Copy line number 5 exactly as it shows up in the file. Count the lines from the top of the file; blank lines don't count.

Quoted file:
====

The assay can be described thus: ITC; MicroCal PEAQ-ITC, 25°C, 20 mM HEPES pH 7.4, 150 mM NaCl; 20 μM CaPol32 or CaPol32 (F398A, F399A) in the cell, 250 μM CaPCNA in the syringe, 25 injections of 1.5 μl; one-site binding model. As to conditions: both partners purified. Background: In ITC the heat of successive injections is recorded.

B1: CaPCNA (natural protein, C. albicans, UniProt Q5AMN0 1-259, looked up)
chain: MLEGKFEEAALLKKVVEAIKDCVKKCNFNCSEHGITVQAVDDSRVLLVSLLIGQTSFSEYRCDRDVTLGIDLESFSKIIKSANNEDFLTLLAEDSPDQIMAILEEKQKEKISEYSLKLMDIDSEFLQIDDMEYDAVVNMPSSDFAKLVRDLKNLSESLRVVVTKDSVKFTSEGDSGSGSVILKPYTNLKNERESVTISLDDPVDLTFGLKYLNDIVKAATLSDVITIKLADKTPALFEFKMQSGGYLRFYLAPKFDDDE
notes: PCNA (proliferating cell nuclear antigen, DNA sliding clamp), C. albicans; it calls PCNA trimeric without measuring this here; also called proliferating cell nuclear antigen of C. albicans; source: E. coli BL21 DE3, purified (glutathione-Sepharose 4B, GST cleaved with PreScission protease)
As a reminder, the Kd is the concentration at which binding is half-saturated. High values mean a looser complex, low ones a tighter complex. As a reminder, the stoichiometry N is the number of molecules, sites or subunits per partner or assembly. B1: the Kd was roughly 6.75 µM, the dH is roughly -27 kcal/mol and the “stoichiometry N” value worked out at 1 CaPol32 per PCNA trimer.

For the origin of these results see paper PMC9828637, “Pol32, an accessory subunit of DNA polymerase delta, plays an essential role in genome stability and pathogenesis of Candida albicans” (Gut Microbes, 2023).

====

As a reminder, the Kd is the concentration at which binding is half-saturated. High values mean a looser complex, low ones a tighter complex. As a reminder, the stoichiometry N is the number of molecules, sites or subunits per partner or assembly. B1: the Kd was roughly 6.75 µM, the dH is roughly -27 kcal/mol and the “stoichiometry N” value worked out at 1 CaPol32 per PCNA trimer.